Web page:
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“Then stirs the feeling infinite, so felt in solitude, where we are least alone.” (Byron: Childe Harold’s Pilgrimage)

In June my meditation groups will be focusing on solitude. This is an edgy word: too similar to loneliness for some tastes. Yet, as countless creative people have found, something happens when you face up to silence and emptiness. If there is another way to write a book, a poem or a dissertation, I don’t know it.

I have travelled on my own, a little. At first I found it the loneliest thing. Like an orphan abroad, I kept looking for others who would see me in some role or other in relation to them. I was so used to being a partner, parent, daughter, colleague, friend. But in my travelling I had no role, beyond that of a stranger passing through.

Thank goodness, somewhere along the way there was a tiny ‘click’ in my awareness. I realised that solitude was never to be viewed in relation to absent people. It was a rich, full activity in itself. Then the emptiness of the moment became filled with insights. My mind was energised and I felt happy again.

Meditation, of course, is a way of reaching the infinite through solitude. But so is travelling, gardening, walking, running, swimming, even sitting in a café writing that book or dissertation. When you reach the point of truly inhabiting solitude, that’s when somehow you connect with the universe in its entirety. And that’s when you’re part of the flow.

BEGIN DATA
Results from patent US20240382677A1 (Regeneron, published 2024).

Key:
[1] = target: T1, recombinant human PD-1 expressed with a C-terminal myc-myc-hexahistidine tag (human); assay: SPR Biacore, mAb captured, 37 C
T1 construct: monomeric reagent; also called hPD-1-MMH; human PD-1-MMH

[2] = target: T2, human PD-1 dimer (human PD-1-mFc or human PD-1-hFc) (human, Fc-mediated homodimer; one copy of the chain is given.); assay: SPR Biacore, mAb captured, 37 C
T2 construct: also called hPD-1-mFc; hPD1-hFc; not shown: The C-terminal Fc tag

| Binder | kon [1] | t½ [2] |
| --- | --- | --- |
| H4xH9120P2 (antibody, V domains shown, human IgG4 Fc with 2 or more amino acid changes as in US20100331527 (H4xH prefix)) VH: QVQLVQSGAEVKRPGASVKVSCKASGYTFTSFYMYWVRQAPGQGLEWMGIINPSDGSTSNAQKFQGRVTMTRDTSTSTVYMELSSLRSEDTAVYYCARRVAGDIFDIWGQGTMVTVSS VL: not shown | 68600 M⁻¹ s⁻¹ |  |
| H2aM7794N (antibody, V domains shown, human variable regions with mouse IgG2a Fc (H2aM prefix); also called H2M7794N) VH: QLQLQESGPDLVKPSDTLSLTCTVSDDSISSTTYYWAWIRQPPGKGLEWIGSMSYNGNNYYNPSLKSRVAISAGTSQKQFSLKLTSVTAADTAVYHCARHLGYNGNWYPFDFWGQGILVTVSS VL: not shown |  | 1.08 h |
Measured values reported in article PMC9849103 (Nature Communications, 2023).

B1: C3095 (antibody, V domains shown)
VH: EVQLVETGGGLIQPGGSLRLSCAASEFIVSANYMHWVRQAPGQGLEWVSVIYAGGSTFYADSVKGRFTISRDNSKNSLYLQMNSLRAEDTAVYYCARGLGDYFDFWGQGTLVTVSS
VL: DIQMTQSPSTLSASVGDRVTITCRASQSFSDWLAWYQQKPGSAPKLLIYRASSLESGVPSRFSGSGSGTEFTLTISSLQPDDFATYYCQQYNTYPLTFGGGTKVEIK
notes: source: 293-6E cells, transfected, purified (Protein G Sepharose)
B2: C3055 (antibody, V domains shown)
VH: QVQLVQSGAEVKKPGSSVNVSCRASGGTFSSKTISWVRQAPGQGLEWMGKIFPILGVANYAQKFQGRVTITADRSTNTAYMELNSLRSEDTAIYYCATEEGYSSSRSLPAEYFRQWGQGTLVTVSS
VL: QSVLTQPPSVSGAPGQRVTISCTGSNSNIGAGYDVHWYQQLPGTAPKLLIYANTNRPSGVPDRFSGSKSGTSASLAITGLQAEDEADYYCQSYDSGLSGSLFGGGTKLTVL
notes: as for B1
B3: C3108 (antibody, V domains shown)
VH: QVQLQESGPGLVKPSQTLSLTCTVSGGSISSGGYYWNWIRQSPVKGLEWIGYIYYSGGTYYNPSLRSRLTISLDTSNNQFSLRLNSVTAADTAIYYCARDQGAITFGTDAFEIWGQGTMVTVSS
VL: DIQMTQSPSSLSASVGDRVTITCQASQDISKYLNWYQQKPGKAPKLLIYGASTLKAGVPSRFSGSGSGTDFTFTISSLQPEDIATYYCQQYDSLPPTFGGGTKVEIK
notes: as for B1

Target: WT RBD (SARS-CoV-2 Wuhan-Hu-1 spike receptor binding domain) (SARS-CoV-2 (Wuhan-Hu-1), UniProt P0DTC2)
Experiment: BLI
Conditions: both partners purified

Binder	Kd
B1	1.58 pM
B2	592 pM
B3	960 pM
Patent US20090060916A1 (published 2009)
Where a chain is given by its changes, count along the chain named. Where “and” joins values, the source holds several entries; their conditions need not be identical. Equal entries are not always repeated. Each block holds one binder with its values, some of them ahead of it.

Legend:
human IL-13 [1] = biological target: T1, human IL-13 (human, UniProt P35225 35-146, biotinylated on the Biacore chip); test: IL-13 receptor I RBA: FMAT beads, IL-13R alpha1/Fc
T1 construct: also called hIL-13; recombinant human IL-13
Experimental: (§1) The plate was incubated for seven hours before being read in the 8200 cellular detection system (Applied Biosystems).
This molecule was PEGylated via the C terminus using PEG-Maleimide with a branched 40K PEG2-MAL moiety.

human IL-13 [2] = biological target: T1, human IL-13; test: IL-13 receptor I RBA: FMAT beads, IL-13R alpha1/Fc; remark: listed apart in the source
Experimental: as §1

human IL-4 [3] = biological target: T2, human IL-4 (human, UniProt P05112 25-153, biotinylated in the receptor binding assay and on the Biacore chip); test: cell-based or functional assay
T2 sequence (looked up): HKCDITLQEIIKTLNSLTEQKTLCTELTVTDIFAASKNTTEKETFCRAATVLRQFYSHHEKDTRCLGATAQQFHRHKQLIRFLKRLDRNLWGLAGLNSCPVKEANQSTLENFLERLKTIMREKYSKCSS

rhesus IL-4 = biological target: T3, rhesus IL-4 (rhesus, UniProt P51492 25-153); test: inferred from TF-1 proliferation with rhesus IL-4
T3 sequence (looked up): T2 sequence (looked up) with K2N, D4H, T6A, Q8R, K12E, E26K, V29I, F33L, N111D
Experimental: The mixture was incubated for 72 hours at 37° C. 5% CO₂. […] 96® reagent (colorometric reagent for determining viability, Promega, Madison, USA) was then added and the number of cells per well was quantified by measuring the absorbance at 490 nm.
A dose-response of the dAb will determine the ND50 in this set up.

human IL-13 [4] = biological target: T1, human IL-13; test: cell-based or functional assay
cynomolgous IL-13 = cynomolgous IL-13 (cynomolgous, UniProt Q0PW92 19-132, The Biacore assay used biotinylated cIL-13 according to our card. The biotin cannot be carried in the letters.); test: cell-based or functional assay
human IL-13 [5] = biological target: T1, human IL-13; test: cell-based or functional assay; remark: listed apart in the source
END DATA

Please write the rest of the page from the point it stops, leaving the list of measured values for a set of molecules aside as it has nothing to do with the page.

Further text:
Choosing bluebell pathways

26/04/2019 at 11:07 am | Posted in Uncategorized | 4 Comments
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At the weekend I was lucky enough to be shown Duncliffe Wood, in Dorset. It had been raining heavily, which meant this ancient woodland was largely empty of visitors, like a forest from a bygone era. The rain was still falling lightly as we walked through clouds of purple blooms. The ground was bumpy with odorous leaf mould and sap-filled roots, and the subtle bluebell fragrance lay all about us, mist-like.

There were many small paths through the woodland. Every few paces, it seemed, there was a new choice of route. At first we chose carefully, and then it dawned on us that the route didn’t really matter. Every choice was the right choice. This was a walk that meant us to meander, to explore, to absorb the bright spring vitality of the place.

When the walk finished, I carried away my own share of that diffuse purple bluebell energy which lay like a shimmering ball in my cupped hands. The next day I felt a portion of the ball pour out into two meditation sessions that I hosted. Afterwards there was still plenty left to pour around my house and garden, and into the everyday jobs I had to do there. Then some flowed into my writing and yet more seeped on to my list of things to do, muddling the tidy lines, creating watercolour opportunities that changed shape as I looked at them.

It was just a little walk. But its fragrance will linger, I think, for a goodly time.

 

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Try this dreamy, let-it-all-go meditation

19/09/2018 at 6:15 pm | Posted in Uncategorized | 1 Comment